We are a commune of inquiring, skeptical, politically centrist, capitalist, anglophile, traditionalist New England Yankee humans, humanoids, and animals with many interests beyond and above politics. Each of us has had a high-school education (or GED), but all had ADD so didn't pay attention very well, especially the dogs. Each one of us does "try my best to be just like I am," and none of us enjoys working for others, including for Maggie, from whom we receive neither a nickel nor a dime. Freedom from nags, cranks, government, do-gooders, control-freaks and idiots is all that we ask for.
The past year has marked the passage of the two most massive legislative reforms in the history of American politics: ObamaCare for health care and Dodd-Frank for the financial sector. Their size and complexity dwarf those of any New Deal legislation.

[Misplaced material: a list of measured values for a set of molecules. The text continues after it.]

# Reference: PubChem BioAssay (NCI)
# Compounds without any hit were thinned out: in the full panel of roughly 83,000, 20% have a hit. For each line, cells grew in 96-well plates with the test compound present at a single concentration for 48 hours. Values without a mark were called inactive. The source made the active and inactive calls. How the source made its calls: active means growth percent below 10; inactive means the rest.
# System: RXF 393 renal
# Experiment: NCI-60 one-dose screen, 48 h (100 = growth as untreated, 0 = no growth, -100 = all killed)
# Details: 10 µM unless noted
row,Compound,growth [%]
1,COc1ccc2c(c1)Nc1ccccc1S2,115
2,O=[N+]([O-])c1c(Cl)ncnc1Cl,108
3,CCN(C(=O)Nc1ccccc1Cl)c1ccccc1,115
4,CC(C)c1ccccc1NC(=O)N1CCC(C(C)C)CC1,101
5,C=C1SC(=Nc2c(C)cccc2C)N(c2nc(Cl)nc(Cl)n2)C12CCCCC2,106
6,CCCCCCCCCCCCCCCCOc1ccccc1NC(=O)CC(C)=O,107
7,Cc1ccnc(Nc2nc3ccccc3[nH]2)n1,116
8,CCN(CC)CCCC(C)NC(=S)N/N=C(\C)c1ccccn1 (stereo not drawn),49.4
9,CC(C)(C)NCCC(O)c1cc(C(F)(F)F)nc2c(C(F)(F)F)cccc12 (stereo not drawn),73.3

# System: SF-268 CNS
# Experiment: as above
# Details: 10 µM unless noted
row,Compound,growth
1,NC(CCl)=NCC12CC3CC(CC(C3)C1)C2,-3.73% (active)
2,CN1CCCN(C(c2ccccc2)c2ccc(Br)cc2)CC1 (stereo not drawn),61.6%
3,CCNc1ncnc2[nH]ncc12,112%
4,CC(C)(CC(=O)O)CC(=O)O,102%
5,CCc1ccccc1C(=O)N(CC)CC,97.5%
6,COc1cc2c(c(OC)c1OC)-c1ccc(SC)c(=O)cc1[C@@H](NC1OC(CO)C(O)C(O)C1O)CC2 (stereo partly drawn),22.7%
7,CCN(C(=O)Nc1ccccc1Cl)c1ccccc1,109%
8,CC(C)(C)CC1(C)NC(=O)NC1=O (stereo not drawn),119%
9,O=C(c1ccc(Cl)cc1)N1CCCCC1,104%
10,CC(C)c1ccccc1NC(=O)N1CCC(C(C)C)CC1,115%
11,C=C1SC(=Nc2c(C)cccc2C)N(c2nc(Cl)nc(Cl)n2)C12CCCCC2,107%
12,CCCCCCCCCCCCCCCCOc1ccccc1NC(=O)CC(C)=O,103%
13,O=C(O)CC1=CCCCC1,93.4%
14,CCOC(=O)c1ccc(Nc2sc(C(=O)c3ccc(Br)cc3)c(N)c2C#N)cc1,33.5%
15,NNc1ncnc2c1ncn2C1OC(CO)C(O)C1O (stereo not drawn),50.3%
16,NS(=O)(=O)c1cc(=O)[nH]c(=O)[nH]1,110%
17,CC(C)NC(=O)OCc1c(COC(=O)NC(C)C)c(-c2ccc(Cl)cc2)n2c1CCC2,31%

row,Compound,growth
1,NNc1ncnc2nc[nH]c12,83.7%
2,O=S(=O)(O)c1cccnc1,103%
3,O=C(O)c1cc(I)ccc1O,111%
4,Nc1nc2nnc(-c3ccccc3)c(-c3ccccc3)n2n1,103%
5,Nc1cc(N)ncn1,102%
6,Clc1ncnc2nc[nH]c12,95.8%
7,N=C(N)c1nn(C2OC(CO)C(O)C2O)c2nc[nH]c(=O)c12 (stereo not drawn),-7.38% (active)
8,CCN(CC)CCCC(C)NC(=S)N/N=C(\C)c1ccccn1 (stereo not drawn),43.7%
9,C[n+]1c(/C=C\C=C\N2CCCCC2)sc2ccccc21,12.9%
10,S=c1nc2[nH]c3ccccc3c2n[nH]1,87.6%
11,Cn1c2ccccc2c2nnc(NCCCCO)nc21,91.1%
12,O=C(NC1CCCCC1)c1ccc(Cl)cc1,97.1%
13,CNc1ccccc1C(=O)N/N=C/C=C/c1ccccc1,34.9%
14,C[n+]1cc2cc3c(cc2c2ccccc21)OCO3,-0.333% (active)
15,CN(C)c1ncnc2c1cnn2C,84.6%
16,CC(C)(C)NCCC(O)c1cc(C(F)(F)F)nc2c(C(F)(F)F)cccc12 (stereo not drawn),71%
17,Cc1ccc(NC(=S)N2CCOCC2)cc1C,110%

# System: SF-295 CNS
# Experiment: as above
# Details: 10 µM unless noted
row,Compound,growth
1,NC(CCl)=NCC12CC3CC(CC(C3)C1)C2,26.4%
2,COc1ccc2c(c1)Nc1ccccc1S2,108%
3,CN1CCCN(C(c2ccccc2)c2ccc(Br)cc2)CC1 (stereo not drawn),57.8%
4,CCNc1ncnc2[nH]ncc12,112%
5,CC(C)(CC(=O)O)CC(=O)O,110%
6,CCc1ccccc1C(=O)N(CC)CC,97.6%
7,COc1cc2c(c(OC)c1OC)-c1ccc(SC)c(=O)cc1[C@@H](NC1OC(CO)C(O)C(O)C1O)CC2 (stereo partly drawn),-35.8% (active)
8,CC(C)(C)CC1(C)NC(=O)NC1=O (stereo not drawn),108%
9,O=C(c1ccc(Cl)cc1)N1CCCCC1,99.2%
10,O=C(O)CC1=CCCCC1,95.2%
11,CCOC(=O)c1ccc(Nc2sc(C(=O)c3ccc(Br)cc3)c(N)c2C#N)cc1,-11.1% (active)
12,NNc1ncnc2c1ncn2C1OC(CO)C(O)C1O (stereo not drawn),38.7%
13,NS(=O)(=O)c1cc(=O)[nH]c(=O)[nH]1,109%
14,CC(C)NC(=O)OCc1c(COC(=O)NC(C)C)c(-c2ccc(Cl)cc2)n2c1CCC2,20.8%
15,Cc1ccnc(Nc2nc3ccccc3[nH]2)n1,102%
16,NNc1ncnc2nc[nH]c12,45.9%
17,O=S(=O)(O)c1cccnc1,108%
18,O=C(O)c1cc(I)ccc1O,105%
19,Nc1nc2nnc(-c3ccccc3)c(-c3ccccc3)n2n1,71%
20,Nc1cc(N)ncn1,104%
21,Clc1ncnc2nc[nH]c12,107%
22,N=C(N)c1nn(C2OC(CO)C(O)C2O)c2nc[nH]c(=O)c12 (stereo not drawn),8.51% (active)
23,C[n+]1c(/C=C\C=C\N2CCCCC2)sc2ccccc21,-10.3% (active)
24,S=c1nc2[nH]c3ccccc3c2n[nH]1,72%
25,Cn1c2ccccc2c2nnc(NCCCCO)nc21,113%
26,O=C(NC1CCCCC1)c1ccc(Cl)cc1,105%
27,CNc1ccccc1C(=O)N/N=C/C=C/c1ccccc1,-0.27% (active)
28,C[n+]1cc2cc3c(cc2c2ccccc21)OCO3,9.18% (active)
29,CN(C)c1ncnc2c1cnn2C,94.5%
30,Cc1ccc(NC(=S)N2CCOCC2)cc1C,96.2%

These new laws require a stunning acceleration of the longstanding practice of relying on delegated authority to implement statutory commands. According to its New Deal champions, this welcome division of authority could cure the manifold defects of a market economy by combining the best of democratic politics with the best of administrative expertise. Under the new division of labor, the political branches of government set the broad direction of legislative reform, and then trust skilled administrative agencies to turn general directives into specific commands.
The sheer magnitude of the new legislative ventures has thrown this model–which, in truth, has never worked well–into disarray.
We have become a nation of administrative de facto law as opposed to a nation of legislative de jure law.
Basically, the politicians have ,as usual, taken the easy way out since none of this impacts them in the least since the primary function of lawyers writing administrative law is to exempt the right people (congresscritters, senior government offficials, lobbyists, etc.) in a fine print paragraph placed at least 250 pages into the regulations.